GARETH EVANS, PROFESSOR OF CLINICAL GENETICS, COMMENTS ON RECENT DNA RESEARCH

A new test could predict cancer up to 13 years before the disease surfaces, according to recent research.

Harvard and Northwestern University’s report, which was published in the online journal Ebiomedicine last week, shows that a person’s risk of developing cancer could be predicted thanks to changes in their chromosomes.

The study, which included 792 people over a 13-year period, found that the telomeres – the end of the chromosomes that contain our DNA – became shorter in the 135 participants who later went on to develop cancer.

Professor Gareth Evans, professor of clinical genetics at Genesis Breast Cancer Prevention, said: “The recent findings are of great importance to the prediction of cancer – including breast cancer – as it may allow individuals with this blood change to delay the onset of the disease by taking preventative measures. These could include changes to lifestyle and diet and more intensive screening appointments, including whole-body MRI scans.

“However, such genetic testing does not provide a comprehensive account of the nature of the cancer the individual could go on to develop. The test doesn’t identify where the cancer will occur, merely that it will develop somewhere, meaning the method of screening cannot be customised. As a result, targeted prevention measures could be hindered.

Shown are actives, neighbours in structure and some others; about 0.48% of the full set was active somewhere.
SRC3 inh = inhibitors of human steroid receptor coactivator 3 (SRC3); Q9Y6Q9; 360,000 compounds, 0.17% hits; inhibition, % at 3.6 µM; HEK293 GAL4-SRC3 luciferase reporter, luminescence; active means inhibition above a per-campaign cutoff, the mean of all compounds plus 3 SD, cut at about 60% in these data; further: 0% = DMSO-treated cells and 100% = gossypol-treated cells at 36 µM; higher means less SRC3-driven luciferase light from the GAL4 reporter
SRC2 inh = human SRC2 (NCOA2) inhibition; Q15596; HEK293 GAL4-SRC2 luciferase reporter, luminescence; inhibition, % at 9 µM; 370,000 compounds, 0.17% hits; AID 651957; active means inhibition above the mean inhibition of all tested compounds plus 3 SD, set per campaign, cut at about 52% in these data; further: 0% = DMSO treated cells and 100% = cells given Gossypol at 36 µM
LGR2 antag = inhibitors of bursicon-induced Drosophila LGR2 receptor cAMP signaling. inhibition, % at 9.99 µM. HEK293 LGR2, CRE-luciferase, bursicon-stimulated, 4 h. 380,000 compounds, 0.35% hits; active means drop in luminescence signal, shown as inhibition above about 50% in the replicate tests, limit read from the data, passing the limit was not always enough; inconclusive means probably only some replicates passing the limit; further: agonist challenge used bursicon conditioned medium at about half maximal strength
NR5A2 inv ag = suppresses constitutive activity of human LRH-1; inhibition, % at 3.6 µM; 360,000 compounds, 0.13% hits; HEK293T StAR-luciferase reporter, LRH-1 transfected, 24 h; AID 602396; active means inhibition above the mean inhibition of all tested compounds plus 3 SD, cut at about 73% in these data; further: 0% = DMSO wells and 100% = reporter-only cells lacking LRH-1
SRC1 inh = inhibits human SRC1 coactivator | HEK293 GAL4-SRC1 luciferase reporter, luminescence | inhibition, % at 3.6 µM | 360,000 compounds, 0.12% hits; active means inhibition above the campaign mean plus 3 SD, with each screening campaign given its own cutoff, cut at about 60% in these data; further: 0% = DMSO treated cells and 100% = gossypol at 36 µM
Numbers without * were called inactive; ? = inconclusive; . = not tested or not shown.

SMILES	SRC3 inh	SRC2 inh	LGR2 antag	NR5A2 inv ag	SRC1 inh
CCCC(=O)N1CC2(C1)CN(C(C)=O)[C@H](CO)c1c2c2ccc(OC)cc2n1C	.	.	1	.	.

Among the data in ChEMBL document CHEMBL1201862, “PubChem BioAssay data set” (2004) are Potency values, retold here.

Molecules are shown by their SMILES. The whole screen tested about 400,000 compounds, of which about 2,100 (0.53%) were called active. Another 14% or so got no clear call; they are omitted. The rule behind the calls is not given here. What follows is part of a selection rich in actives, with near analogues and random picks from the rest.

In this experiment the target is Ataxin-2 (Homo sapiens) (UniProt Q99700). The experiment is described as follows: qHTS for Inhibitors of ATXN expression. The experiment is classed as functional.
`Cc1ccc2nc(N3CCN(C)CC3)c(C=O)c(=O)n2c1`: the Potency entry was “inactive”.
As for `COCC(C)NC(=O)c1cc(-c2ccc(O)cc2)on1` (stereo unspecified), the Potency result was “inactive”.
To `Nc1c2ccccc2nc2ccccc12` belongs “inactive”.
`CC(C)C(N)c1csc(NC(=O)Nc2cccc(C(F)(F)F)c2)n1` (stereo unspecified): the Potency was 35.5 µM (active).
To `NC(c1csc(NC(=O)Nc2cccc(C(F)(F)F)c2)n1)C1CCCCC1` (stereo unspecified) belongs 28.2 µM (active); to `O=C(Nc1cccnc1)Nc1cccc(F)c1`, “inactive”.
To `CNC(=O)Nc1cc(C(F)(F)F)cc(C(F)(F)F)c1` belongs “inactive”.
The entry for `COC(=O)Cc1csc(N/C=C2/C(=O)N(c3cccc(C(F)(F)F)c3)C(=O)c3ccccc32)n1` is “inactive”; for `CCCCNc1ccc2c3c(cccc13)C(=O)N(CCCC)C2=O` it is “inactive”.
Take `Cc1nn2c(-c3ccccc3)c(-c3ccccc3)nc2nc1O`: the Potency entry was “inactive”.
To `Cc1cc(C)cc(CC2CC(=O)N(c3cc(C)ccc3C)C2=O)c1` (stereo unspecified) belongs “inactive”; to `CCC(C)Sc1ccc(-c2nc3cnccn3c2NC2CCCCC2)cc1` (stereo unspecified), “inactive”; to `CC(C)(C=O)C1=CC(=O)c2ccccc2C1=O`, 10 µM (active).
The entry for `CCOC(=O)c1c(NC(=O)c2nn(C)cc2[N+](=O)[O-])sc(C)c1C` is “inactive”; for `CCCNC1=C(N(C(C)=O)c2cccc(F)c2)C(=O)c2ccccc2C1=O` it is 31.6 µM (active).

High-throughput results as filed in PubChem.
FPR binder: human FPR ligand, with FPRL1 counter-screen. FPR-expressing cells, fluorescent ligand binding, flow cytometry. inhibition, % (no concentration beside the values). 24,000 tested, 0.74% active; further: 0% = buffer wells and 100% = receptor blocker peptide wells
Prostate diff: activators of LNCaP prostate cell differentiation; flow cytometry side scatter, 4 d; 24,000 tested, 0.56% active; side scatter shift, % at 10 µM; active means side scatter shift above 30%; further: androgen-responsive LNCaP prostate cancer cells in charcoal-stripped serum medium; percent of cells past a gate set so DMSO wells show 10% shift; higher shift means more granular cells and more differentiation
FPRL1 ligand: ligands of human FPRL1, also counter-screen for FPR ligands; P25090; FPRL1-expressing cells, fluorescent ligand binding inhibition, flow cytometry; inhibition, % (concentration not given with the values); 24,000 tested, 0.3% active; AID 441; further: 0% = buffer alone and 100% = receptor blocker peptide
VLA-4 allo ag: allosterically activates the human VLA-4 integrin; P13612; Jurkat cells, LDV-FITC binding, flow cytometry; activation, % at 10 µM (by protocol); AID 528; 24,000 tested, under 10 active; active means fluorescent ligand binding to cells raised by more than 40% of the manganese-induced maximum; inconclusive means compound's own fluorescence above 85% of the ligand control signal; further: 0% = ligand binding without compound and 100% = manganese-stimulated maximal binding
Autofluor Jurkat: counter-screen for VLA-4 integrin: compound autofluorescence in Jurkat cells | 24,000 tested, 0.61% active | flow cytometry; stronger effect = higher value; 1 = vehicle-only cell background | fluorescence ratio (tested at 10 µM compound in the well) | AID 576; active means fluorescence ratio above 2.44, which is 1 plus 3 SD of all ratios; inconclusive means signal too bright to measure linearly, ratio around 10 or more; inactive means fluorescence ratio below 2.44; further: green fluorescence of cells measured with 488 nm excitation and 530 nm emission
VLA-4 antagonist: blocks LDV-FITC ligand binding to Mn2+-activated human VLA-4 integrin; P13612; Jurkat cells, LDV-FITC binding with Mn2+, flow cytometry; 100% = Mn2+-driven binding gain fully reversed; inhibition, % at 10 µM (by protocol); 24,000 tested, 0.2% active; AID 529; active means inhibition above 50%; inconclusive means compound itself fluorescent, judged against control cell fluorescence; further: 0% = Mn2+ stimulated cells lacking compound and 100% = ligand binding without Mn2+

“Here at Genesis, we conduct vital research into various ways of predicting breast cancer, one of which is genetic testing. At the moment, we’re looking into how SNPs, which are unique variations in our DNA building block, act as the genetic basis of breast density. Women with denser breasts at breast screening age have a higher risk of developing breast cancer.

“Understanding how this mapping works will help identify those women with a high risk of developing the disease and aid us in the development of new strategies to reduce their risk and prevent breast cancer.

“So, if we can understand how SNPs and breast density are linked, then we’ll have a good grounding for finding new ways to predict and prevent the disease for future generations.”

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